To finish up some business from the last blog entry you can see in the first picture below the fully painted Mayan Pyramid my son and I made for his school project. The teacher was very happy with it but more important we really had fun making it and I think he learned a few things (I know I did)…
The second image below shows some bought parts that let wires come up through a hole in a desk. The guys in the workshop had lost one of the tops so I made a new one (the one on the right) for them. Really nice to quickly be able to make a simple component without having to wait for it to be ordered.
The third image on the top row shows a 2.4m (8 ft.) board, being carved by the CNC. To carve parts this long I have to pull them through the 900mm bed carefully locating them to ensure they are straight and indexed in the right place. I have good method for this now using a jig to keep it straight and a known tool position to locate its length correctly. The design shown in the image uses a combination of V-Carving toolpaths with a flat bottom pocket and also the fluting toolpath for the swept shapes in between - this is relatively quick to machine but still take a while when you need 6 metres of it. To secure this under the beam where it will be installed I cut 10 mm holes for the screw to sit within. To cover these I carved some decorative square-domed walnut plugs which you can see in the second row of photos. The first one shows the back with the 10 mm circle that will insert into the hole. Once this side is cut then are flipped over, aligned accurately using dowels and the top dome shape carved with a small ball-nosed tool. I left tabs to hold them in place and then trimmed these off with a knife and sanded them clean on a disk sander. You can see the finished parts in the photo below with the metal ruler. These small accurate pieces are very satisfying to make and turn a negative (the screw hole) into a decorative positive addition to the design.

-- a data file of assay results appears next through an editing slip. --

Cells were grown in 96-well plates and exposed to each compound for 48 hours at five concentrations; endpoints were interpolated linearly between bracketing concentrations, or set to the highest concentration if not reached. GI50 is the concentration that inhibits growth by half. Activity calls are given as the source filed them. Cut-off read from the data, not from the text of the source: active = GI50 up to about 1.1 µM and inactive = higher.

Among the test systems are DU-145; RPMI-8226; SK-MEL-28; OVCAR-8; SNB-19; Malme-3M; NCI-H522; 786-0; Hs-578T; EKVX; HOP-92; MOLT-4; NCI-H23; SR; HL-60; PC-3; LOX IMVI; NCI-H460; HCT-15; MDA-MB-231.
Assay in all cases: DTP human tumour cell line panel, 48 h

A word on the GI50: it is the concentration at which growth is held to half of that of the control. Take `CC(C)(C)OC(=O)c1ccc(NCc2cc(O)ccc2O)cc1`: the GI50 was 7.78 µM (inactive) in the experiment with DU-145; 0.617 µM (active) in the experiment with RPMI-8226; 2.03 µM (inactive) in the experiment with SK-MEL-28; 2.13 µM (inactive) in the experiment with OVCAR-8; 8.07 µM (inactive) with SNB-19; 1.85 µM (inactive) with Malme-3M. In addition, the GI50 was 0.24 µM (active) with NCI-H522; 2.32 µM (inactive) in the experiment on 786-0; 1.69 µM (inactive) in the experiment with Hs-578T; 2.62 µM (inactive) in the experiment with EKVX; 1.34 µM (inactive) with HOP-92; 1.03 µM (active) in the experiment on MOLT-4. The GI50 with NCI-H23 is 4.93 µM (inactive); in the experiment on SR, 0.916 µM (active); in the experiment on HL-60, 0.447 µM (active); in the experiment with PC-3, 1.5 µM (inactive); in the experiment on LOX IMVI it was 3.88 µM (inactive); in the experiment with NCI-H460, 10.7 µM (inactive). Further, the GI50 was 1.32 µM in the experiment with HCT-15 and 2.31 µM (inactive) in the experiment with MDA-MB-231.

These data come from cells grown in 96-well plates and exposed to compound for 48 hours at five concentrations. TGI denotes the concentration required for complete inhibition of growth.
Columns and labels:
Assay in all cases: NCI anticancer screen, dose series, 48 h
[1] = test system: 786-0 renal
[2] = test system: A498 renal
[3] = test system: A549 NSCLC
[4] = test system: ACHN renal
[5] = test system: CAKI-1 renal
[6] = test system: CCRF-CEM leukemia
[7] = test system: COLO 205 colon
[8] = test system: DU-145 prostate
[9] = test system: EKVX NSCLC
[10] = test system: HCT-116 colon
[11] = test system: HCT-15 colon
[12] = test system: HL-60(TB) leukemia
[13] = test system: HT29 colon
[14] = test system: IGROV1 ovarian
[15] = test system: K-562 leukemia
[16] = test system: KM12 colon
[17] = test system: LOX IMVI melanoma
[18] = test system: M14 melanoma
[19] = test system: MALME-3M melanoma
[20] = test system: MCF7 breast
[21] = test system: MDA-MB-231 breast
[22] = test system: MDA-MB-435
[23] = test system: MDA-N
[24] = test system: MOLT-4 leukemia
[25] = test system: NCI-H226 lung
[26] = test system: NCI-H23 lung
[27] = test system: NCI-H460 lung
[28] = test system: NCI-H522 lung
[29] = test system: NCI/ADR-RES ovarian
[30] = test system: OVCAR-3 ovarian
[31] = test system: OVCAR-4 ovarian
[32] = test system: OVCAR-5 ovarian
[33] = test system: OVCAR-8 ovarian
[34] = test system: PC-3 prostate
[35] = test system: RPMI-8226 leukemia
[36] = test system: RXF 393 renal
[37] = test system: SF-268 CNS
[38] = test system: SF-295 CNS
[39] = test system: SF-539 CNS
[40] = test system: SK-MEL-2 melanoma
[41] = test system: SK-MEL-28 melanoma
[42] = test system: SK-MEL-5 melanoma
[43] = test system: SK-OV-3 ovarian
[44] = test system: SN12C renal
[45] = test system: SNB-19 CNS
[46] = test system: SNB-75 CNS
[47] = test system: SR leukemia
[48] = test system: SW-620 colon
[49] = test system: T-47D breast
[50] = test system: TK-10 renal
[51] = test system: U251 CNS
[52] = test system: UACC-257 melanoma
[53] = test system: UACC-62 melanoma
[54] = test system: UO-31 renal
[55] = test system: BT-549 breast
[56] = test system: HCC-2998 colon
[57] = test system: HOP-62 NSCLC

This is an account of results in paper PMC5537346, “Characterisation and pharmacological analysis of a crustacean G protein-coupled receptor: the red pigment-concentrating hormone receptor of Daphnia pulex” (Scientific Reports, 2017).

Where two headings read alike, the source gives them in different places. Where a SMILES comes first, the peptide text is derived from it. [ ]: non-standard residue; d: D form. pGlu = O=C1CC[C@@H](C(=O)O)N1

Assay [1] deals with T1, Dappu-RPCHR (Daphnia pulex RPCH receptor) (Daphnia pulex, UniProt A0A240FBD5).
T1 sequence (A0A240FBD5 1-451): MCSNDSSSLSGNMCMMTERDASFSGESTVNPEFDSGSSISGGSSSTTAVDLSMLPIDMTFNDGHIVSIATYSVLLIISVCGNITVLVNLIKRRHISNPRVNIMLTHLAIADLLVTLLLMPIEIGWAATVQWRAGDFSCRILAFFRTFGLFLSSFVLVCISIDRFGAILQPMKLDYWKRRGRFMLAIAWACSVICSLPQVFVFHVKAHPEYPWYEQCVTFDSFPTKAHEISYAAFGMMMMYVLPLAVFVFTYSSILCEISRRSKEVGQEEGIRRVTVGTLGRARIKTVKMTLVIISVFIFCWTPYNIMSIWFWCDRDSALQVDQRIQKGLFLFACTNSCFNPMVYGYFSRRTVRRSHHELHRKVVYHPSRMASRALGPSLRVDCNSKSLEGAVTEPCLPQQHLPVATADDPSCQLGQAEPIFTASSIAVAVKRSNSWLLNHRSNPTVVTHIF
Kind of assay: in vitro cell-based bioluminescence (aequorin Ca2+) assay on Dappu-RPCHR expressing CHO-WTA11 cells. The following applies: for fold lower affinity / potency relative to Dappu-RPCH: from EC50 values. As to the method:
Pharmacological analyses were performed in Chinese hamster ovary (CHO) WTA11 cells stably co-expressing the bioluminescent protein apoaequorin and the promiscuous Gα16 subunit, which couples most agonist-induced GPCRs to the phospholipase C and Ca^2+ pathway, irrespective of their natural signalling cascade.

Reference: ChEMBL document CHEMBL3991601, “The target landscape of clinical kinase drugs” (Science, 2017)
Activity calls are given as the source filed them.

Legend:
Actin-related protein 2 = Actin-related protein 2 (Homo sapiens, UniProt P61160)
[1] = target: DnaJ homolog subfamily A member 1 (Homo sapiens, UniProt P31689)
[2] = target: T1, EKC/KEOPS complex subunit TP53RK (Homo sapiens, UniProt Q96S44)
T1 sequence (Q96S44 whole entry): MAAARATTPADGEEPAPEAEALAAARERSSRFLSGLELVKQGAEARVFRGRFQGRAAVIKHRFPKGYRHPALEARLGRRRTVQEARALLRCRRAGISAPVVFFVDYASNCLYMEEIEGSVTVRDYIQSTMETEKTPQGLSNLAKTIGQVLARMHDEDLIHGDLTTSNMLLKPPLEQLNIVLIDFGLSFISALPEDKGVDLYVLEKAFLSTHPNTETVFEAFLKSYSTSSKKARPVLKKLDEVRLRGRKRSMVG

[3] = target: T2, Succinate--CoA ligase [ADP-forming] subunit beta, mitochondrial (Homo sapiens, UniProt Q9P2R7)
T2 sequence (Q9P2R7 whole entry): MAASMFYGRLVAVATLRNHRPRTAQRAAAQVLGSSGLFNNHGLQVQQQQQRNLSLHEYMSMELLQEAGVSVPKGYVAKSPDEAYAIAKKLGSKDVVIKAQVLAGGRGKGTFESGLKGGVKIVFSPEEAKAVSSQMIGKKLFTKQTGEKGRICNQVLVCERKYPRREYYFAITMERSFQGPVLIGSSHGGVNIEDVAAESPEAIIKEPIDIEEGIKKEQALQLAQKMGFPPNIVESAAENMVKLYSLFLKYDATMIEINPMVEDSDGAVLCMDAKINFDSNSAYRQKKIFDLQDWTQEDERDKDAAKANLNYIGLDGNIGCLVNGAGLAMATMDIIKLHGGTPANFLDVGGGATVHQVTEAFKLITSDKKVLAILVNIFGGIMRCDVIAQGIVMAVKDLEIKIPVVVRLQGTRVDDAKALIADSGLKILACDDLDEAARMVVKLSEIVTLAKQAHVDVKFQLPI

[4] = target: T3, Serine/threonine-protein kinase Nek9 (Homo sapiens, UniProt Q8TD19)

The beam that the long carving shown above is going onto the base of also has decorative sides. Running along the length will be arches. Each one is made from the components shown in the first three photos in block below. These will have a 4mm wide walnut bead glued into the centre and then be sawn using the MDF jigs you can see in the middle photo. These will go together make the joint to complete the arch.
The top part of the beam will include a decorative moulding that will have an egg and dart element inserted to it. A lot of this last week has been spent carving lengths of this as you can see in the bottom three images. These have to be indexed through and aligned as accurately as possible. You can normally see a slight witness line where they overlap but this is easily sanded out. I still have about 5 metres of this left to carve. Each metre takes about 3 hours to cut using a tool with a 1.5mm (1/16”) tip diameter to get the fine detail…
Finally the guys in the workshop needed some 2D parts cutting which they can make by hand but the CNC can do more accurately and quickly. The first of these was some dividers cut out of 15mm thick maple wood. These had to interlock to create the grid to go in the drawers. I used the T-Bone fillet option in the Vectric software to allow the joint to fit properly as you can see in the middle-top photo below. The final photo shows the parts waiting a finish sand and final assembly.
The last three images show some long MDF parts required for a small rise of stairs that had to fit round some existing newel posts at a customers house. Again I needed to index these through the machine as the boards were 1500mm long but everything came out well and the guys were very pleased with how easy these were to assemble. You can see the finished set of stairs waiting for install in the final image.